Lomax, a former Canberra Raiders rugby league player and union organiser, was arrested in July and charged with blackmail. He has entered pleas of not guilty.

Former CFMEU organiser Kivalu will also fight allegations of blackmail after he told a royal commission he accepted payments of $60,000 from a Canberra formwork contractor.

Kivalu was taken into custody after admitting under questioning he had accepted $60,000 in payments from formwork contractor Elias Taleb to help him with contacts in the industry.


Warragamba Dam during an earlier spill. Torrential rain caused havoc in the Illawarra over the past 24 hours with numerous roads, including the Mount Brandon Road in Jerrara, closed because of flooding. Photo: Sylvia Liber
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Jamberoo Road was among the roads flooded in the past 24 hours. Photo: Sylvia Liber

Warragamba Dam, Sydney’s main reservoir, will begin spilling on Wednesday night for the first time in two years, leading to minor flooding downstream in the Nepean Hawkesbury Valley, the Bureau of Meteorology said.

The level of Lake Burragorang was about 1.2 metres below the spill level as of early Wednesday afternoon, with the height likely to rise further as flows resulting from the east coast low reached the dam, said Hugh Bruist, a senior bureau hydrologist.

About 160 millimetres of rain fell into the Wollondilly River catchment upstream of Warragamba in the 48 hours to 9am on Wednesday, the bureau said. \n”,colour:”water”, title:””, maxWidth:200, open:0}] );}if (!window.googleMaps_Icons) window.googleMaps_Icons = {};window.googleMaps_Icons[“water”] = {“marker”:{“image”:”http://maps.gstatic上海夜网m/mapfiles/ms2/micons/water.png”},”shadow”:{“image”:”http://maps.gstatic上海夜网m/mapfiles/ms2/micons/water.shadow.png”}};if (!window.gmapsLoaders) window.gmapsLoaders = [];window.gmapsLoaders.push(CreateGMapgmap2015726144453);window.gmapsAutoload=true;/*]]>*/]]>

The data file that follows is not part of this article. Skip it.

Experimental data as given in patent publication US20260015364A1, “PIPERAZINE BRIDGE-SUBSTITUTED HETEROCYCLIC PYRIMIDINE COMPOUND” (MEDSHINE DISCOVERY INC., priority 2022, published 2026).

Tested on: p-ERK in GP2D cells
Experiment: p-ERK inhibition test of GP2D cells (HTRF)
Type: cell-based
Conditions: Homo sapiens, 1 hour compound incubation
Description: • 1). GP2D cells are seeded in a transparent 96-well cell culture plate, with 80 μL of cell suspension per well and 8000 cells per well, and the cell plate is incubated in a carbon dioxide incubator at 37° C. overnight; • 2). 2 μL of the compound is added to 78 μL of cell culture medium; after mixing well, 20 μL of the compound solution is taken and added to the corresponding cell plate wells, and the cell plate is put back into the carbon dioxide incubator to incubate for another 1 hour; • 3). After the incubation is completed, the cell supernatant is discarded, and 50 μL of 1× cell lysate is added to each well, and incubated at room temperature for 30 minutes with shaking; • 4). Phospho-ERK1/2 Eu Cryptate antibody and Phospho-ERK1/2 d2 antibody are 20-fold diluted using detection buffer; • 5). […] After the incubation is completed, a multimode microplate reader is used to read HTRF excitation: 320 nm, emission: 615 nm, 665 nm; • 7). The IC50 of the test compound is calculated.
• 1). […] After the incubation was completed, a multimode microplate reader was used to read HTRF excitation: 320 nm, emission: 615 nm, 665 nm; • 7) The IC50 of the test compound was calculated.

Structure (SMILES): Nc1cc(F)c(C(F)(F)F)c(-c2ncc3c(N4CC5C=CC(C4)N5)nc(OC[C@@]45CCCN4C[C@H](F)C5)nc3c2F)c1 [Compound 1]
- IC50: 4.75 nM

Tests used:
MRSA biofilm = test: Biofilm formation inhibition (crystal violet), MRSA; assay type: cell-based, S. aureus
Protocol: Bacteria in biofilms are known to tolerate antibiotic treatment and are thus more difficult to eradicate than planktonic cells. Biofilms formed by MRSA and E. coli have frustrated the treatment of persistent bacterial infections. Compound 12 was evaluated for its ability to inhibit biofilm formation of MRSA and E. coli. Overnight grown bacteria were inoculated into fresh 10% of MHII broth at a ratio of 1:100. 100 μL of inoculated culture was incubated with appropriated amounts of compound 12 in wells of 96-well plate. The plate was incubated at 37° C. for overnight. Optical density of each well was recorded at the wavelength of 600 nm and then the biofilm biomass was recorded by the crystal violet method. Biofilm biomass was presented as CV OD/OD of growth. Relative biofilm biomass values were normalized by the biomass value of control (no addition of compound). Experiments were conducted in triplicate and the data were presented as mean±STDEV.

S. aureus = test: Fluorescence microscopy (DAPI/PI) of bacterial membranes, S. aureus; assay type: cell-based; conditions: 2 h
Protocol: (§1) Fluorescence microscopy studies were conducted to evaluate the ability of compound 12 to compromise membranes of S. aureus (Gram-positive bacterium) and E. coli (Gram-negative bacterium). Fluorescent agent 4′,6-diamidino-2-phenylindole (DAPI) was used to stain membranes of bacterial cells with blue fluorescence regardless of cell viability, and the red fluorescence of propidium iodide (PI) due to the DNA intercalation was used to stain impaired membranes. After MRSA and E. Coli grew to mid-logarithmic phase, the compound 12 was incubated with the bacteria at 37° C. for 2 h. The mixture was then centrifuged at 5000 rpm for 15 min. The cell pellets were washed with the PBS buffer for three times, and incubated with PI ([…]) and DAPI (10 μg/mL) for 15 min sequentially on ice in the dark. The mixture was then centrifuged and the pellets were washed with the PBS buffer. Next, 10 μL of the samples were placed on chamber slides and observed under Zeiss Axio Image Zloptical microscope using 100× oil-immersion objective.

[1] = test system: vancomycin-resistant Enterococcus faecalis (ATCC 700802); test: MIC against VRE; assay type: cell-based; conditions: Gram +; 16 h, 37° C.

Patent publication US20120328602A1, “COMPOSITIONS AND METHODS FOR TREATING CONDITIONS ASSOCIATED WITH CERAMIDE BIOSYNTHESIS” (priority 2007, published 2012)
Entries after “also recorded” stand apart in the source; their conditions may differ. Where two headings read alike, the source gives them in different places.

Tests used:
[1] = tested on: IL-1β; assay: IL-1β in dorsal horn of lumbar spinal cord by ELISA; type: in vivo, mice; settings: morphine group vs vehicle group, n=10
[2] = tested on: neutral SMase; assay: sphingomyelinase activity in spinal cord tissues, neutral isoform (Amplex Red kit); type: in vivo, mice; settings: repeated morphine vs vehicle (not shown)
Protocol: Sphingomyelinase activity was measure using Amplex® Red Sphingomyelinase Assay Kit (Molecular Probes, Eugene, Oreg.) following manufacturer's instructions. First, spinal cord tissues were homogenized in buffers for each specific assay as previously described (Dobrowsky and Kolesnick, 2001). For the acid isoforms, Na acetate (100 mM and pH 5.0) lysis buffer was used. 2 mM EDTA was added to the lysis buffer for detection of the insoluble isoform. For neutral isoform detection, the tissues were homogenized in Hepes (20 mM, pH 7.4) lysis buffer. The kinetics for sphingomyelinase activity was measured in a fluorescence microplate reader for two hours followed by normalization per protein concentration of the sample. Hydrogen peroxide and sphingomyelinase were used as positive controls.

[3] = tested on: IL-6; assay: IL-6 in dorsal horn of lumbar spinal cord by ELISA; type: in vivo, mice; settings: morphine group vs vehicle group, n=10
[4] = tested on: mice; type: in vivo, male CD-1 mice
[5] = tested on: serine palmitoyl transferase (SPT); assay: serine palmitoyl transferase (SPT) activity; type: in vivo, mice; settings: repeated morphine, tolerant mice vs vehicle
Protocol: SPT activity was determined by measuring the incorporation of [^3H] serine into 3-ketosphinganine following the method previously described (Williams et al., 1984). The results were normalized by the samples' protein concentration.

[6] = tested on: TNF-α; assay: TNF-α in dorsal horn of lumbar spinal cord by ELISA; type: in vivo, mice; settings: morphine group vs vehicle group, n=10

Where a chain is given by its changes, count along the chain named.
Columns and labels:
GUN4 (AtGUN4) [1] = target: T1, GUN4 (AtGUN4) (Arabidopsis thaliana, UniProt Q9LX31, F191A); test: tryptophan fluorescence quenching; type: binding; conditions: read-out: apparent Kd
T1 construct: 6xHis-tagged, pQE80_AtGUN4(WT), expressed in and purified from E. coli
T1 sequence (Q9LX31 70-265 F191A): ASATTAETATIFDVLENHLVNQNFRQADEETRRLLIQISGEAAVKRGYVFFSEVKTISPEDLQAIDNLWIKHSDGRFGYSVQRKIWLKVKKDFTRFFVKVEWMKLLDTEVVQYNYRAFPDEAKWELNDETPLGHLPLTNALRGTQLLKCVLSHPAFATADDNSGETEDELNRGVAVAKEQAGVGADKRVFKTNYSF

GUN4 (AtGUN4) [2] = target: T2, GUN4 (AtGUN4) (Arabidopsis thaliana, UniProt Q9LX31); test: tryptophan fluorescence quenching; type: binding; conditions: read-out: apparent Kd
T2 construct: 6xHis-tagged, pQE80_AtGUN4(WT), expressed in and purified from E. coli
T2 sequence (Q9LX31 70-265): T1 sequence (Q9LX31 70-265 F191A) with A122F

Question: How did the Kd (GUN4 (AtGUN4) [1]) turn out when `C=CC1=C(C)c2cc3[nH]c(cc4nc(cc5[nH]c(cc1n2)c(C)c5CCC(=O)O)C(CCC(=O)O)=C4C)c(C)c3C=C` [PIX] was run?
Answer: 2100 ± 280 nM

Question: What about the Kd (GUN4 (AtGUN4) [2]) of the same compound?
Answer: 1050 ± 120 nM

Meanwhile a minor flood warning was issued for the Nepean-Hawkesbury Valley after 170mm of rainfall in the valley resulted in spills from the Nepean and Avon Dams.

“Landowners should begin preparation for minor flooding. Pumps and other portable assets in low lying areas should be relocated. Livestock should be moved to higher ground,” the SES said.

Rising waters are expected to trigger minor flooding at Menangle from midnight Wednesday.

Warragamba Dam is expected to start spilling early on Thursday morning for the first time since June 2013.

“At this stage minor flood peaks downstream of Warragamba Dam are expected to be similar to the March 2012 event,” the bureau said in an updated alert.

Penrith is now expected to see a peak of 5 metres by about noon on Thursday with minor flooding, with the peak at North Richmond likely to reach 8 metres by about 6 pm on Thursday, the update said. Windsor should also receive minor flooding, with a peak at about 6 metres three hours later.

Flooding in NSW’s south-east

An intense low pressure system sat off the coast south of Sydney most of Tuesday, directing heavy falls over the region.

The St Georges Basin had moderate to major flooding as of Wednesday afternoon, the bureau said in a separate statement.

A flood peak is expected at Sussex during the late afternoon coinciding with the high tide.

Moderate flooding is also taking place along the Lower Shoalhaven River at Nowra and Terara, the bureau stated.

Tomerong, about 180 kilometres south of Sydney, received 439 millimetres of rain in two days, while Nowra copped 390 millimetres and Kiama 336 millimetres, the bureau said.

Reassessment